4. Worse news: Visualizing what you want may actually prevent you from getting what you want! Yep, researchers have found that people who only visualize the positive outcome of reaching their goals actually are less likely to reach them. There are some exceptions to this rule, which may account for why visualizing has become so popular – that and the fact that it’s so easy to do, but most people think the reason it’s not working for them is because they’ve been told they’re doing it wrong, so they keep trying to get it right. There are ways to use visualization effectively, but if you’re only visualizing positive outcomes, your visualization may do more harm than good.

From the Institute of Coaching: "In their 2011 Journal of Experimental Social Psychology article, authors Heather Barry Kappes and Gabriele Oettingen argue that “positive fantasies that idealize the future are found to be inversely related to achievement over time: the more positively the fantasies are experienced, the less effort do people invest in realizing these fantasies, and the lower is their success in achieving them” (p. 719)."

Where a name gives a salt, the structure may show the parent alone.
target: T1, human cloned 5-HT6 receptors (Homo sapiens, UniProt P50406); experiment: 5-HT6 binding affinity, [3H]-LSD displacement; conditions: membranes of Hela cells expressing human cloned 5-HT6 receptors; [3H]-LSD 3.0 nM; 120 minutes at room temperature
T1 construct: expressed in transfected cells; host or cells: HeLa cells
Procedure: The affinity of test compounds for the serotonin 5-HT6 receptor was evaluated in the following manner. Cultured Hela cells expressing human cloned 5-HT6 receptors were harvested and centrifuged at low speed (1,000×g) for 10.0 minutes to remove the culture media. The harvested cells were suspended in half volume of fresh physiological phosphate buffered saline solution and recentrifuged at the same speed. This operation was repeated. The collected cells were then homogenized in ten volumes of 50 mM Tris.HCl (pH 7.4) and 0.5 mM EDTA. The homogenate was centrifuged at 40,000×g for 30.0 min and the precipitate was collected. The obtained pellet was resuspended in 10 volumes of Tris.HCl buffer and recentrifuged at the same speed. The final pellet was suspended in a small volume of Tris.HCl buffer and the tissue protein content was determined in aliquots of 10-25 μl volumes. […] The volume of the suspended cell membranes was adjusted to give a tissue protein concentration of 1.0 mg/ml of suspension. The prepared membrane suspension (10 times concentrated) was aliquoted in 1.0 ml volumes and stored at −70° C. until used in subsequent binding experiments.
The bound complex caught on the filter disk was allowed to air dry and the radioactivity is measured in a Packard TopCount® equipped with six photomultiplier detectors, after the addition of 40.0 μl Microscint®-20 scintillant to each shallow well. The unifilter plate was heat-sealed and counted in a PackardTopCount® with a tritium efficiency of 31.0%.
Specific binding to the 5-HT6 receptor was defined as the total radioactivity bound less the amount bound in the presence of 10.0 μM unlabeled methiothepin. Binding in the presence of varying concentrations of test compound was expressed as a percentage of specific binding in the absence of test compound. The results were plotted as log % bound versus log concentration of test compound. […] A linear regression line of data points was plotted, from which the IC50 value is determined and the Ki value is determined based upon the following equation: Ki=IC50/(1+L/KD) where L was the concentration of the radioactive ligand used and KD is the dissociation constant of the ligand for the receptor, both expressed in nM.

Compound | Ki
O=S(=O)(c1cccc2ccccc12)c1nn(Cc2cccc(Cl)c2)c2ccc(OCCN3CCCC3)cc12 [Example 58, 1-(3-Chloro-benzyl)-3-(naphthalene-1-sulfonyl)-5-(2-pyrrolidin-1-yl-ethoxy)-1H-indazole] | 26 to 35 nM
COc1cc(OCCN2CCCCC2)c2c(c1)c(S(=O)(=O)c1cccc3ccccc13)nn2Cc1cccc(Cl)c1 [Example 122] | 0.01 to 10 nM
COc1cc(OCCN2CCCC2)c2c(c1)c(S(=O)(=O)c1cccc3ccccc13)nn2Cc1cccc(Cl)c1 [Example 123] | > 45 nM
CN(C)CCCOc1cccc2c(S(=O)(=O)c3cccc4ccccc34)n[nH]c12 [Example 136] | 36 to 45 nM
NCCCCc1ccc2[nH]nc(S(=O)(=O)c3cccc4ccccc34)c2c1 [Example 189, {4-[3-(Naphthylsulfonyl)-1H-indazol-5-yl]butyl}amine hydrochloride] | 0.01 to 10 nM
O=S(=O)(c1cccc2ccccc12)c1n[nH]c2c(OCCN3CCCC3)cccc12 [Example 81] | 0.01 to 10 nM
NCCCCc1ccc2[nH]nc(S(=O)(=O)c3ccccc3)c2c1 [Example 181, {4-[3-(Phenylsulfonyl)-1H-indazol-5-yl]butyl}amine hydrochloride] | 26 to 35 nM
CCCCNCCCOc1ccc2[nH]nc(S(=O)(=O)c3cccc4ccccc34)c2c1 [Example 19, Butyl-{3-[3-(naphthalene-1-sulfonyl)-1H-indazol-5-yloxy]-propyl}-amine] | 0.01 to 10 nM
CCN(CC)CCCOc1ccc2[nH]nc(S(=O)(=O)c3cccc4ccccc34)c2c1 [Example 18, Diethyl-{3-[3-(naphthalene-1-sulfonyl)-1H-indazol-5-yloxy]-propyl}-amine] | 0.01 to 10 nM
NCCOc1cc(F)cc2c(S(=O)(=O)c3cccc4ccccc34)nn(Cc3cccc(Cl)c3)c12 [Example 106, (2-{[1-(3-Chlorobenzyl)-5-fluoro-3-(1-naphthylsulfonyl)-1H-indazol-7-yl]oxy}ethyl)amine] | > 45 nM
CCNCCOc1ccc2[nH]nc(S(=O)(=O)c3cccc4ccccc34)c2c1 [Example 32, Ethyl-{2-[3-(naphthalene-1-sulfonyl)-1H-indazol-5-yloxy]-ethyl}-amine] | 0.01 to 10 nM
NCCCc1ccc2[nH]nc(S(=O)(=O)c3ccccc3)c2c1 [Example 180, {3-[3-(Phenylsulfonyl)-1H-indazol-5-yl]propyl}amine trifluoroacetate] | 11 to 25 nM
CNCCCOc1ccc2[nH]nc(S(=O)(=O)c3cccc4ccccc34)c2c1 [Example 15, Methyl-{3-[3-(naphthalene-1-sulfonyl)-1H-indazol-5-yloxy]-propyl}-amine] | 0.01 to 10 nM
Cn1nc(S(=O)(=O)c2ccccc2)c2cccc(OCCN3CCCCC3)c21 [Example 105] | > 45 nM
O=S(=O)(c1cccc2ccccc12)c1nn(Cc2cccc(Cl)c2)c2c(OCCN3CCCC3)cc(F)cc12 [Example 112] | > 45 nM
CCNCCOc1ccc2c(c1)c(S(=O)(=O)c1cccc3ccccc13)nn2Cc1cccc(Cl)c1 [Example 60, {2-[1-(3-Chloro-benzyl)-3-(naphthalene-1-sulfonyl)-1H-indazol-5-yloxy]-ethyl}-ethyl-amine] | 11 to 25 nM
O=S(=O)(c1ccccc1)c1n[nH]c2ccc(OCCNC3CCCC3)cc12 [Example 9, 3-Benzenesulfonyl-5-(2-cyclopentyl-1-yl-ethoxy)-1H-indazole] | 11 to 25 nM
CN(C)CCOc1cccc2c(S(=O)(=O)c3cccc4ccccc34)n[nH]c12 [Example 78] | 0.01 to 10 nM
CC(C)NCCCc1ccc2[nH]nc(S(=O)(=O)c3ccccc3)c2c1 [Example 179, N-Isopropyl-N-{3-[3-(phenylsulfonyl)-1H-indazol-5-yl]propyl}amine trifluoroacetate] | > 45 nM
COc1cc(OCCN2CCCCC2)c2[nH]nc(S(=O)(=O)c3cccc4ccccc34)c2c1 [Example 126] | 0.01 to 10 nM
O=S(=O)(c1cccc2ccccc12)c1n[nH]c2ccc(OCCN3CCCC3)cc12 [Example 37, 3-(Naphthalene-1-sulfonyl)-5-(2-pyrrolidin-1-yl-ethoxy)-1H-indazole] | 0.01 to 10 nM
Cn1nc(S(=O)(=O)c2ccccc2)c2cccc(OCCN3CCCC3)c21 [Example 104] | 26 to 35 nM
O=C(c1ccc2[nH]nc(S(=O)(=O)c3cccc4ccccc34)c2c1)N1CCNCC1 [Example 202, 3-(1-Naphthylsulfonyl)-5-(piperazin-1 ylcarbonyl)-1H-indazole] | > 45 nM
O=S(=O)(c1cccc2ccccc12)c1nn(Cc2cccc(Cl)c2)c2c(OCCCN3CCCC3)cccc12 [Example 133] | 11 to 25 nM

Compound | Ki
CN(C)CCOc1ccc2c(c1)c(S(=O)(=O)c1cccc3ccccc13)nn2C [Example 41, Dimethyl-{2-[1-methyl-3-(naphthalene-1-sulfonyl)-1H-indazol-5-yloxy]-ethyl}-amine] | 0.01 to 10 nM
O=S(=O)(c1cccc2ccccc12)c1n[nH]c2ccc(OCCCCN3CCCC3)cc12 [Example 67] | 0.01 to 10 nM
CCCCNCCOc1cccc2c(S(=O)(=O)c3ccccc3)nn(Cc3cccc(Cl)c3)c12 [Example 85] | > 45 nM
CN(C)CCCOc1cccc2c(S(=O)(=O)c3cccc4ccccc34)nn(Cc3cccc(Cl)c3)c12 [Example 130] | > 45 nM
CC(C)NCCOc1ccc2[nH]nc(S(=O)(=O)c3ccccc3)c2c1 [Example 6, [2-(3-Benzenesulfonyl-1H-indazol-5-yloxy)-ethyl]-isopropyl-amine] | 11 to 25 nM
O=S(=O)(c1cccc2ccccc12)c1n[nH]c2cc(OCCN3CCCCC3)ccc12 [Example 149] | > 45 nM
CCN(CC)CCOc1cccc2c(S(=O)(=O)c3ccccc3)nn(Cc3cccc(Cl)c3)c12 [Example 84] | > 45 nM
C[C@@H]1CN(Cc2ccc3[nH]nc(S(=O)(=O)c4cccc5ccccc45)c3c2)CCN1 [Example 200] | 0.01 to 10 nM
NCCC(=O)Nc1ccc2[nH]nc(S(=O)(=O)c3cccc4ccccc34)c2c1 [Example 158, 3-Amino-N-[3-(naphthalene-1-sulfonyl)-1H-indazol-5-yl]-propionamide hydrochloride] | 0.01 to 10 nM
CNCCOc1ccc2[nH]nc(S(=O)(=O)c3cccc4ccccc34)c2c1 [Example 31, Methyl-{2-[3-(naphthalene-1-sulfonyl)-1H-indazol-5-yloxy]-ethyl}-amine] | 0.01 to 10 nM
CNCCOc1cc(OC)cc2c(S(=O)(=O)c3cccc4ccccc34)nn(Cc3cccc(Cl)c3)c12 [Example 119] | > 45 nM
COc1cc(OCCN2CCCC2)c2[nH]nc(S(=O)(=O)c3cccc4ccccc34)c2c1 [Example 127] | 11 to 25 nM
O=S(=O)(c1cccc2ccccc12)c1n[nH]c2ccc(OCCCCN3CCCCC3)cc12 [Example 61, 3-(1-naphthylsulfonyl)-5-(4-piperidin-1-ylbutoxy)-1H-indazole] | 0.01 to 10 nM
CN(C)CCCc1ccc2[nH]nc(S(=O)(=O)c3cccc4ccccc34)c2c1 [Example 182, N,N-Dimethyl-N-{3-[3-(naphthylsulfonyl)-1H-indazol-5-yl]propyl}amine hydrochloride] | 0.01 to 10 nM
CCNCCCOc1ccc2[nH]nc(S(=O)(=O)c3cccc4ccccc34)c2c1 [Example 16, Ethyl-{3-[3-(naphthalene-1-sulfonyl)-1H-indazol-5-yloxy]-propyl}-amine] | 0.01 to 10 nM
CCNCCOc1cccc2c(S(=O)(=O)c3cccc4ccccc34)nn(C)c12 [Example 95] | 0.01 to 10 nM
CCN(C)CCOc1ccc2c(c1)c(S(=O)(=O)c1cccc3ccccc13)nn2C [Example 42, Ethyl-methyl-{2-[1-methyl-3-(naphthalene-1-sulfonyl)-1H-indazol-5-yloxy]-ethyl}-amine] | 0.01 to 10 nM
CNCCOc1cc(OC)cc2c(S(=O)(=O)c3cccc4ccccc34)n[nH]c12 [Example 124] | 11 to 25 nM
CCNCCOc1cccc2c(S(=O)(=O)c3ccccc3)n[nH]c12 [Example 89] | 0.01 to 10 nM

Then there are these pitfalls of the Law of Attraction…

5. A little bit of knowledge is indeed dangerous. It’s all too common for people to hear the amazing power of positivity and then make erroneous assumptions. The benefits of positivity are mind-blowing. In addition to boosting happiness and helping people succeed at goals, positivity also strengthens the immune system and helps protect the heart from disease. Some positive psychology tools have even been shown to lengthen life and protect the brain from mental illness. That doesn’t mean that people who get sick, or experience problems, or feel depressed are to blame for their misfortunes (blame is negativity, by the way). There are thousands of causes for every outcome. It also doesn’t mean that anyone should ever police their thoughts and try to drive out all negativity. That’s just crazy-making. It’s also not necessary to avoid people who are suffering, unless they significantly contribute to your own stress and misery. Compassion and loving connection are extremely positive. The foregoing aren’t just pitfalls of the Law of Attraction, but also of Positive Thinking, in general, and even of positive psychology, when it’s not fully understood. Okay, one more point that’s a bit scary. This one doesn’t come from positive psychology, but…